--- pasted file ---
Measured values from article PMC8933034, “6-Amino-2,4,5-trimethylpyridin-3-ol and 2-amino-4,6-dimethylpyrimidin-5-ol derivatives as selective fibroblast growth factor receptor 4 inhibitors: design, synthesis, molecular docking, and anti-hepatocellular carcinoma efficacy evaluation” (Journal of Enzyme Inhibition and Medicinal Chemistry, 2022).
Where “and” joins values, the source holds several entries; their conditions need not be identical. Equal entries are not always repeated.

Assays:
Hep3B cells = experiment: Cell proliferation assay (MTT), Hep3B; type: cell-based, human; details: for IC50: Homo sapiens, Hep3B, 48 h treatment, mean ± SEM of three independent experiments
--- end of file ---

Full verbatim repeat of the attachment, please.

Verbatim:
Measured values from article PMC8933034, “6-Amino-2,4,5-trimethylpyridin-3-ol and 2-amino-4,6-dimethylpyrimidin-5-ol derivatives as selective fibroblast growth factor receptor 4 inhibitors: design, synthesis, molecular docking, and anti-hepatocellular carcinoma efficacy evaluation” (Journal of Enzyme Inhibition and Medicinal Chemistry, 2022).
Where “and” joins values, the source holds several entries; their conditions need not be identical. Equal entries are not always repeated.

Assays:
Hep3B cells = experiment: Cell proliferation assay (MTT), Hep3B; type: cell-based, human; details: for IC50: Homo sapiens, Hep3B, 48 h treatment, mean ± SEM of three independent experiments